Posté par pcassuto à 13:56 - - Permalien [#]


Are You Going To Be More Sharing And Caring?

By Stephen Downes - Stephen's Web. Are You Going To Be More Sharing And Caring?
Google Reader has added a feature that allows people to share content with a network of friends, where these friends are those found in Google Talk. This is an interesting development, as it creates a de facto social network based on content selections rather than picking friends. This creates a semantical dimension lacking from other social networks (which need to depend on apps to give their members something to do). But do people want to network the Google way? Will they succumb, and sign up for a Google Profile (it's like Microsoft's Passport revisited). More...

Posté par pcassuto à 13:54 - - Permalien [#]

Copyright Delay Demonstrates the Power of Facebook

By Stephen Downes - Stephen's Web. Copyright Delay Demonstrates the Power of Facebook
This is important writes Darren Kuropatwa. I concur. The Canadian government has delayed - but not canceled - the assault on reason a DMCA-style copyright law would represent. Michael Geist documents the rising tide of opposition to this bill (this website included) as demonstrated by an increasingly vocal facebook community. Other media have been taking note as well. See more on the copyright debate in Canada. More...

Posté par pcassuto à 11:48 - - Permalien [#]

An Exception to the Google Rule?

By Stephen Downes - Stephen's Web. An Exception to the Google Rule?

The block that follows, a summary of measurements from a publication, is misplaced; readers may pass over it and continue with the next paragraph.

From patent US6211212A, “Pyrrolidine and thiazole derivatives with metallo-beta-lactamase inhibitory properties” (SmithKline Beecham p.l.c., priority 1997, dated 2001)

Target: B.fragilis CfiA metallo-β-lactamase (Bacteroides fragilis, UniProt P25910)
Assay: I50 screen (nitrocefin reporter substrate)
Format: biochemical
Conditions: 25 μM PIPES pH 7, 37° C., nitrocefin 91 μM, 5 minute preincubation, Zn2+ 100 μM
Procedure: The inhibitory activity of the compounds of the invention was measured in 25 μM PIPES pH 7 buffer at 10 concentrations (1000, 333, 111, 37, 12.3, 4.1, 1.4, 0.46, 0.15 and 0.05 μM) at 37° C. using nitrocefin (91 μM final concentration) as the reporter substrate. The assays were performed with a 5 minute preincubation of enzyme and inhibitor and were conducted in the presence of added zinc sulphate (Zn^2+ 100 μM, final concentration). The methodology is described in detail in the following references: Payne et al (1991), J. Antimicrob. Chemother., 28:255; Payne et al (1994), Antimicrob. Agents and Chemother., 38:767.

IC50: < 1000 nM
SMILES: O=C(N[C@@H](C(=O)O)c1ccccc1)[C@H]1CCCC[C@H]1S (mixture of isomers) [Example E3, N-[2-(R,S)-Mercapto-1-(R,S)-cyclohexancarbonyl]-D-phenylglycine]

I've seen this in a bunch of places today: "Trying stuff is cheaper than deciding whether to try it." That is to say, it's cheaper to hack together some Perl or Python script to see if something works and is popular than it is to do needs assessments, feasibility studies, and all the rest of the usual planning before product development. I think this is true - and as a corollary, I would add that "trying stuff is the only way for small companies or individuals to see if something works." Which is why I spend so much time (not enough, alas) messing around in Perl. More...

Posté par pcassuto à 11:44 - - Permalien [#]

Is Facebook in the Enterprise an Oxymoron?

By Stephen Downes - Stephen's Web. Is Facebook in the Enterprise an Oxymoron?
Short answer: yes. The longer answer is something like this: social software and similar applications work because they create loose, network-like structures. But the requirements of the enterprise - security, provacy, control, etc. - break those structures. Sure, you can have the same sort of applications in the enterprise. But they'll never seem to work so well, and people will always say that it's the application, never doubting that it's the nature of the enterprise itself that is the problem. More...

Posté par pcassuto à 11:37 - - Permalien [#]

Two Dangerous Lessons From Second Life

By Stephen Downes - Stephen's Web. Two Dangerous Lessons From Second Life
The main thing to keep in mind is that the two lessons are not unique to Second Life. Here they are:
- We judge people, and assess their 'lovability', by their appearance;
- We are attracted to those who offer mystery, passion, attention and appreciation, even when that is unhealthy, insincere, needy or manipulative.
Why is this significant? Well, at least part of the appeal of Second Life is that it is not reality - we can all be beautiful and fashionable. That's OK - but we need to be clear that this, in turn, changes our perception of 'real life'. That, too, is OK, so long as we are not misled by this, so long we do not pursue in real life fantasy that exists only in Second Life. More...

Posté par pcassuto à 11:37 - - Permalien [#]